written by: Emma Lloyd
• edited by: Paul Arnold
• updated: 7/16/2011
While the symptoms of ADHD are similar in children and adults, their effects can be different. Adults with the disorder tend to develop strategies to help them cope with and mask the symptoms, with both positive and negative results.
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Causes and Symptoms of Adult ADHD
What is adult ADHD, and what is the difference between this form of the disorder and that which affects children? Interestingly enough, it’s not different at all: the causes are the same and ADHD is considered to be the same disorder whether it occurs in an adult or a child.
Although a great deal of headway has been made into researching the causes of ADHD, there are still no concrete answers. The prevailing theory is that neurotransmitter activity is abnormal in people with this disorder. According to this theory, the neurotransmitters dopamine and norepinephrine are cleared from the brain’s synapses more quickly than normal, which means there is less available for use in the brain.
As a result of the reduction in available dopamine and norepinephrine, people with ADHD tend to display specific patterns of symptoms and behaviors. It is thought that the too-rapid clearance of dopamine and norepinephrine is the direct cause of the ADHD individual’s reduced ability to focus and control impulsive behavior.
Common adult ADHD symptoms include the following:
Easily bored or frustrated
Poor memory and organizational skills, including difficulty multi-tasking
Poor time-management and tendency to procrastinate
Impatient, and easily becomes angry or irritable
Poor impulse control, including tendency to make and act on snap decisions, and a tendency to say things that are socially inappropriate
The effects of these symptoms on the lives of adults with the disorder can vary. Some adults have a poor work history and are unable to maintain interest in a job or perform well at work. Meanwhile, others are able to find work that is both rewarding and stimulating, enabling them to perform well.
Personal relationships are often difficult, due to emotional issues as a result of poor self-esteem and self-image, as well as the effects of irritability, anger, and reduced tolerance in a relationship. Due to poor impulse control and a tendency towards inappropriate behavior, adults with ADHD often have difficulty with social interactions.
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Adult ADHD Coping Strategies
Adult ADHD symptoms and behaviors differ in some ways from those of children with the disorder. The main reason for this is that as children with ADHD mature into adolescents and adults, they develop coping mechanisms that help them deal with some of the symptoms. For example, a child with ADHD might grow up into an adult who enjoys long-distance running, an activity which helps him or her burn off excess energy and tame their tendency towards restlessness. To cope with social difficulties, an adolescent might avoid social interaction and instead choose solitary activities, becoming a socially isolated adult.
Another coping mechanism developed by many adults with ADHD is known as hyperfocus. People who hyperfocus have the ability to become completely absorbed in a particular type of task that is rewarding as well as stimulating. A common example of such a task is playing a computer or console game. Hyperfocus develops as a way for the ADHD adult to tune out all of the distractions he or she is surrounded by. In the right job this is an excellent skill to have, as someone who can hyperfocus can be an extremely productive person; however hyperfocus has a downside, as the person can often neglect other aspects of his or her life.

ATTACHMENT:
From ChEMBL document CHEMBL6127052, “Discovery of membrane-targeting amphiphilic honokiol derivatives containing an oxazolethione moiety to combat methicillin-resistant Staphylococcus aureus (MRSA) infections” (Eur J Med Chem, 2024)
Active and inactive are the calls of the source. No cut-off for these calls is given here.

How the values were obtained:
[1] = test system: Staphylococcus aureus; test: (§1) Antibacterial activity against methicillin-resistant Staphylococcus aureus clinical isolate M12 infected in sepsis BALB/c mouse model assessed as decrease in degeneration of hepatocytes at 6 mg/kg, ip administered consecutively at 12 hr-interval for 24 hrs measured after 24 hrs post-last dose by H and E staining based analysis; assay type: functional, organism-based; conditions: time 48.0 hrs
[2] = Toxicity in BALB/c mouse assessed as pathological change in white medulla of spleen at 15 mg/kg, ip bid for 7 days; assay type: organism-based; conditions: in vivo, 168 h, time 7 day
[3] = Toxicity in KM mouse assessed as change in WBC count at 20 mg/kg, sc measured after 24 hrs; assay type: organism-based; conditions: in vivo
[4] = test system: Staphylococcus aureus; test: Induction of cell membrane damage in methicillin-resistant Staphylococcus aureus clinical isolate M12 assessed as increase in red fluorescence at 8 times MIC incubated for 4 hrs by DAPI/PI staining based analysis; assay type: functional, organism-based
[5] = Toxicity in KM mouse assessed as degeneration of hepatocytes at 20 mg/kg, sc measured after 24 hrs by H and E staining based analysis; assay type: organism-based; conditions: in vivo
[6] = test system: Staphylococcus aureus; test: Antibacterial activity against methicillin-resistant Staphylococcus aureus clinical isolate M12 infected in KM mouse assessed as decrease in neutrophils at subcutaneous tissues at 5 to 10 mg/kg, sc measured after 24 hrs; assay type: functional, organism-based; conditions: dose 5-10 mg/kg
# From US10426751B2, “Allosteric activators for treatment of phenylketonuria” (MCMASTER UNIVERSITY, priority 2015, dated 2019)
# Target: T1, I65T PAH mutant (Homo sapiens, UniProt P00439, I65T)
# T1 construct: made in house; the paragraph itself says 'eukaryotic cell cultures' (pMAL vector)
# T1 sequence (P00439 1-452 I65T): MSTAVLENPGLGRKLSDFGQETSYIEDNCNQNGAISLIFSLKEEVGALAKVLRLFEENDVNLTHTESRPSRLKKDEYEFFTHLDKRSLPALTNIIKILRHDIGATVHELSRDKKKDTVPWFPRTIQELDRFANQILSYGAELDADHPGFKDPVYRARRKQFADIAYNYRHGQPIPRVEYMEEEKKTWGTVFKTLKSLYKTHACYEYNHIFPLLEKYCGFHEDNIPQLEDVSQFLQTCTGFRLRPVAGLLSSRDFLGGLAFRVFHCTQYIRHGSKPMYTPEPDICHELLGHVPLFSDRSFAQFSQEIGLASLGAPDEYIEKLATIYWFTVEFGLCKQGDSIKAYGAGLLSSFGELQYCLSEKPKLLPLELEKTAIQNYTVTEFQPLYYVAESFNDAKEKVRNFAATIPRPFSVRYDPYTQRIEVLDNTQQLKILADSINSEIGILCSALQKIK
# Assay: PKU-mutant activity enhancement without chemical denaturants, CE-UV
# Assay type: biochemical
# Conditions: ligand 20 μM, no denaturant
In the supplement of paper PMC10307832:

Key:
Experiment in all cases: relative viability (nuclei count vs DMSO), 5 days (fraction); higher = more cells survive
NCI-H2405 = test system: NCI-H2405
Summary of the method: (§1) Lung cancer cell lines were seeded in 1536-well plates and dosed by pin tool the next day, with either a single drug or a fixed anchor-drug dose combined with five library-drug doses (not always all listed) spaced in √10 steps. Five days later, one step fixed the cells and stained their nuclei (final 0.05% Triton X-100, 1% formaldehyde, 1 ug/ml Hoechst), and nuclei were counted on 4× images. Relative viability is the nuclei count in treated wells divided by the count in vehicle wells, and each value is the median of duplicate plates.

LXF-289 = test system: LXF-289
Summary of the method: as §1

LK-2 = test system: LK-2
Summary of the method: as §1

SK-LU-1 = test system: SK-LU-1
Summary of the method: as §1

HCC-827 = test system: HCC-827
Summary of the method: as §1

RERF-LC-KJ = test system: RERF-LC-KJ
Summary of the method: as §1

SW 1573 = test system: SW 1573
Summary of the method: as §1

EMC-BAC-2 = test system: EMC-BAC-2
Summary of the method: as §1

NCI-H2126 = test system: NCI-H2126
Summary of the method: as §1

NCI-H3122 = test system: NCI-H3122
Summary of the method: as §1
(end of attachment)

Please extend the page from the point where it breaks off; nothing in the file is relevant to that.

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Treatment: Medication and Therapy
For both adult and childhood ADHD, the most common form of treatment is generally medication. Most ADHD medications are stimulants which work by increasing the amount of neurotransmitters available in the brain. There is significant potential for abuse with any stimulant medication; to reduce this risk, long-acting doses are generally prescribed. Stimulants have some additional risks, which include a tendency towards high blood pressure, and increased risk of heart attack in some people. Therefore, regular contact with a personal physician is important when taking these medications.
Adults often benefit from additional treatment in the form of therapy, partly because medication tends to be less effective in adults, but also because therapy helps the individual cope with the effects of the disorder. Talk therapy can help an adult with ADHD work through emotional issues that arise as a result of the disorder, while cognitive-behavioral therapy can help the individual work on changing beliefs and behaviors that cause problems in daily life.
An adult with ADHD can also benefit from joining a support group, as this is a good way of “practicing" social behavior in a safe space. As well as this, it’s a good place to learn new strategies and tips for coping with issues caused by ADHD.
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H. Russel Searight, Ph.D., John M. Burke, Pharm. D., and Fred Rottnek, M.D. Adult ADHD: Evaluation and Treatment in Family Medicine. From <http://www.aafp.org/afp/20001101/2077.html>. Accessed 9 July 2011.
Melinda Smith & Jocelyn Block. Adult ADD/ADHD: Signs, Symptoms, Effects, and Treatment. From <http://www.helpguide.org/mental/adhd_add_adult_symptoms.htm>. Accessed 9 July 2011.
The Mayo Clinic. Adult ADHD (attention-deficit/hyperactivity disorder). From <http://www.mayoclinic.com/health/adult-adhd/DS01161>. Accessed 9 July 2011.